John Banville on how and why he writes novels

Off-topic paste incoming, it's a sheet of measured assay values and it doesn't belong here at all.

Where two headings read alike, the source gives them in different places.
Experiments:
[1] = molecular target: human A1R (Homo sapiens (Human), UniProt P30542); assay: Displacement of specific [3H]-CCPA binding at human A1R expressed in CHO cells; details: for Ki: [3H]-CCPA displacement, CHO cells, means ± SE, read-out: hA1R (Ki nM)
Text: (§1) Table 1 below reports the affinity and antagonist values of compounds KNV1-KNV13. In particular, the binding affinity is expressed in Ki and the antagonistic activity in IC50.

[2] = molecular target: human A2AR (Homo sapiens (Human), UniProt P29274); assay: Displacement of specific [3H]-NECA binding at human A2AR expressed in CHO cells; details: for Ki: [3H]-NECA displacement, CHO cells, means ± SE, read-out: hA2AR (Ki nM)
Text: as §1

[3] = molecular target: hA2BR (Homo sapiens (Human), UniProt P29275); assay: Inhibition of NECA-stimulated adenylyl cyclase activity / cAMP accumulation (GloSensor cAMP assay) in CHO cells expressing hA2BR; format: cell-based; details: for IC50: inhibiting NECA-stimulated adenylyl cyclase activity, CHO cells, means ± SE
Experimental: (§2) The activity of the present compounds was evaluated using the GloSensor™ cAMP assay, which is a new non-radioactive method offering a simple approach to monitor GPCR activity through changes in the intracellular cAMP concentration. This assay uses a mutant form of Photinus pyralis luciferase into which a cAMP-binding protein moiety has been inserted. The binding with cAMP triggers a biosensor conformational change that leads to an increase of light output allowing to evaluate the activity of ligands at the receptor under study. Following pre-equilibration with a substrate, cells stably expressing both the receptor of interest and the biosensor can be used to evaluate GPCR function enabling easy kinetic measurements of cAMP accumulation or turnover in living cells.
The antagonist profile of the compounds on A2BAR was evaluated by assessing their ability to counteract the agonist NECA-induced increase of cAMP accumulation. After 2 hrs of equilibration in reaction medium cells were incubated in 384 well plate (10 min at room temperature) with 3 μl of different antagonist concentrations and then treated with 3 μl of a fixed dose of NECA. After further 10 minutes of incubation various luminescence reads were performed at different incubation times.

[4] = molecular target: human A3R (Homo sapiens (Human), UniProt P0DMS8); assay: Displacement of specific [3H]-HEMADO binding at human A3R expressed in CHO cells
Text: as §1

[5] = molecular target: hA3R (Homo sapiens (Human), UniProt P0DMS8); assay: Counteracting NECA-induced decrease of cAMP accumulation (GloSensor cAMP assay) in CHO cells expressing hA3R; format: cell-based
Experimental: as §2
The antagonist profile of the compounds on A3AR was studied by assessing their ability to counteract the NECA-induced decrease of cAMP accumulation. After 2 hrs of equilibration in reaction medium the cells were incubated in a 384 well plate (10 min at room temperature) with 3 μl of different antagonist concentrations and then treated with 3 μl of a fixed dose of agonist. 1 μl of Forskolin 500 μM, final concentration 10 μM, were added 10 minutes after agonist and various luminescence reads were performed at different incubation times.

Early on in this conversation there’s a dead patch. The mic didn’t pick up the glorious seagull call that comes reverberating down the chimney into the room John Banville and I were sitting in.    John Banville is an Irish novelist, short-story writer, and screenwriter who hates his own work. He’s won a ton of prizes (“hundreds”) including the Booker in 2005 for The Sea. He’s currently waiting on the Nobel. John published his first novel, Nightspawn, in 1971, and his first book, a collection of short-stories called Long Lankin, in 1970. In addition to the “literary” work he’s also written a string of popular crime novels.  We met at his home in Howth; Howth, as you’ll know, is located near that meadow in Ulysses where James Joyce has Molly Bloom saying: “…the sun shines for you he said the day we were lying among the rhododendrons on Howth head in the grey tweed suit and his straw hat the day I got him to propose to me yes like now yes 16 years ago my God after that long kiss I near lost my breath yes he said I was a flower of the mountains yes so we are flowers all a woman’s body yes that was one true thing he said in his life and the sun shines for you today yes…” “…I was a Flower of the mountains yes when I put the rose in my hair like the Andalusian girls used or shall I wear a red yes and how he kissed me under the Moorish wall and I thought well as well him as another and then I asked him with my eyes to ask again yes and then he asked me would I yes to say yes my mountain flower and first I put my arms around him and yes and drew him down to me so he could feel my breasts all perfume yes and his heart was going like mad and yes I said yes I will yes.” John mentions what a curse it is to have Joyce, and Yeats (who, as you’ll also know, wooed Maude Gonne on Howth Head), et al, writing like this, constantly looming in the rearview mirror; I follow on with the regular drill, asking John: what he does, how he does it, why he does it, and why it matters.


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